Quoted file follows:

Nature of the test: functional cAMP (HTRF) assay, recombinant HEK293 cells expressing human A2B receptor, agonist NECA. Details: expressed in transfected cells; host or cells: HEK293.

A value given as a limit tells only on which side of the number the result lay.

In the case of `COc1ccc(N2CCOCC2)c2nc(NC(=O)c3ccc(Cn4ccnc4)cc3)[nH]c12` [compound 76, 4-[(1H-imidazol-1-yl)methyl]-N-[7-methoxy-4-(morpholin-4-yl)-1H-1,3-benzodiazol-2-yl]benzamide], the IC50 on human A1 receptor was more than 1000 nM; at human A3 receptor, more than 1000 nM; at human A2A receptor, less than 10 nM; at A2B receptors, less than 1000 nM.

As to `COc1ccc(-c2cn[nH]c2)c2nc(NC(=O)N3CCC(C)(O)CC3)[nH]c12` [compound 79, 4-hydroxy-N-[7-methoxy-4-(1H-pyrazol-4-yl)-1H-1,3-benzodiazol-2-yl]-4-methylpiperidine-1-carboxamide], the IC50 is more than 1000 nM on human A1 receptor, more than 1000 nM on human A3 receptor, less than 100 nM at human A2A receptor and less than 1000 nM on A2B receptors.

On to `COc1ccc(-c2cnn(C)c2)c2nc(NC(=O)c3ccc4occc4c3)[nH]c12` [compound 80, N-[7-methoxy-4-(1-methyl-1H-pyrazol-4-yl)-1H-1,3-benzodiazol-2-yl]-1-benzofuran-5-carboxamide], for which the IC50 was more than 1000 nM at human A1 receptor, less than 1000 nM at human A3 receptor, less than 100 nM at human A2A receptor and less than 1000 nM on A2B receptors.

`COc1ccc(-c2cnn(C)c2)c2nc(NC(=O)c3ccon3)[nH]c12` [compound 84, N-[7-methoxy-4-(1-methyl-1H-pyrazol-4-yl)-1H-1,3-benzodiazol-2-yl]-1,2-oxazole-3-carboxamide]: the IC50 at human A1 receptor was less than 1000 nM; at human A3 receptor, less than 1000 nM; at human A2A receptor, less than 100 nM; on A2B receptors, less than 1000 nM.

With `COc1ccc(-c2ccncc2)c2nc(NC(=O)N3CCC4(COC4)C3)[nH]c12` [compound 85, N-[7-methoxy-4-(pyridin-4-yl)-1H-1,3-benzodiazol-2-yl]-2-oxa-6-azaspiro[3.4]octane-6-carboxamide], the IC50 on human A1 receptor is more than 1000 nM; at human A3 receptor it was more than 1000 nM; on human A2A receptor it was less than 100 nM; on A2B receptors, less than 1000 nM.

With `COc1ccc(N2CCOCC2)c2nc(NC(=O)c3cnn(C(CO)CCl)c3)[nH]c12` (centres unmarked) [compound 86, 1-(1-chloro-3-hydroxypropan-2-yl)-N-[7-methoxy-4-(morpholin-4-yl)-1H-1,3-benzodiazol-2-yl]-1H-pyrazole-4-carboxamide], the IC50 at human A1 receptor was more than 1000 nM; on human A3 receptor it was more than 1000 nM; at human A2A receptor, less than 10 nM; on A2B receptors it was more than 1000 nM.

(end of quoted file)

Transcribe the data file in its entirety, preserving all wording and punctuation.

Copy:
Nature of the test: functional cAMP (HTRF) assay, recombinant HEK293 cells expressing human A2B receptor, agonist NECA. Details: expressed in transfected cells; host or cells: HEK293.

A value given as a limit tells only on which side of the number the result lay.

In the case of `COc1ccc(N2CCOCC2)c2nc(NC(=O)c3ccc(Cn4ccnc4)cc3)[nH]c12` [compound 76, 4-[(1H-imidazol-1-yl)methyl]-N-[7-methoxy-4-(morpholin-4-yl)-1H-1,3-benzodiazol-2-yl]benzamide], the IC50 on human A1 receptor was more than 1000 nM; at human A3 receptor, more than 1000 nM; at human A2A receptor, less than 10 nM; at A2B receptors, less than 1000 nM.

As to `COc1ccc(-c2cn[nH]c2)c2nc(NC(=O)N3CCC(C)(O)CC3)[nH]c12` [compound 79, 4-hydroxy-N-[7-methoxy-4-(1H-pyrazol-4-yl)-1H-1,3-benzodiazol-2-yl]-4-methylpiperidine-1-carboxamide], the IC50 is more than 1000 nM on human A1 receptor, more than 1000 nM on human A3 receptor, less than 100 nM at human A2A receptor and less than 1000 nM on A2B receptors.

On to `COc1ccc(-c2cnn(C)c2)c2nc(NC(=O)c3ccc4occc4c3)[nH]c12` [compound 80, N-[7-methoxy-4-(1-methyl-1H-pyrazol-4-yl)-1H-1,3-benzodiazol-2-yl]-1-benzofuran-5-carboxamide], for which the IC50 was more than 1000 nM at human A1 receptor, less than 1000 nM at human A3 receptor, less than 100 nM at human A2A receptor and less than 1000 nM on A2B receptors.

`COc1ccc(-c2cnn(C)c2)c2nc(NC(=O)c3ccon3)[nH]c12` [compound 84, N-[7-methoxy-4-(1-methyl-1H-pyrazol-4-yl)-1H-1,3-benzodiazol-2-yl]-1,2-oxazole-3-carboxamide]: the IC50 at human A1 receptor was less than 1000 nM; at human A3 receptor, less than 1000 nM; at human A2A receptor, less than 100 nM; on A2B receptors, less than 1000 nM.

With `COc1ccc(-c2ccncc2)c2nc(NC(=O)N3CCC4(COC4)C3)[nH]c12` [compound 85, N-[7-methoxy-4-(pyridin-4-yl)-1H-1,3-benzodiazol-2-yl]-2-oxa-6-azaspiro[3.4]octane-6-carboxamide], the IC50 on human A1 receptor is more than 1000 nM; at human A3 receptor it was more than 1000 nM; on human A2A receptor it was less than 100 nM; on A2B receptors, less than 1000 nM.

With `COc1ccc(N2CCOCC2)c2nc(NC(=O)c3cnn(C(CO)CCl)c3)[nH]c12` (centres unmarked) [compound 86, 1-(1-chloro-3-hydroxypropan-2-yl)-N-[7-methoxy-4-(morpholin-4-yl)-1H-1,3-benzodiazol-2-yl]-1H-pyrazole-4-carboxamide], the IC50 at human A1 receptor was more than 1000 nM; on human A3 receptor it was more than 1000 nM; at human A2A receptor, less than 10 nM; on A2B receptors it was more than 1000 nM.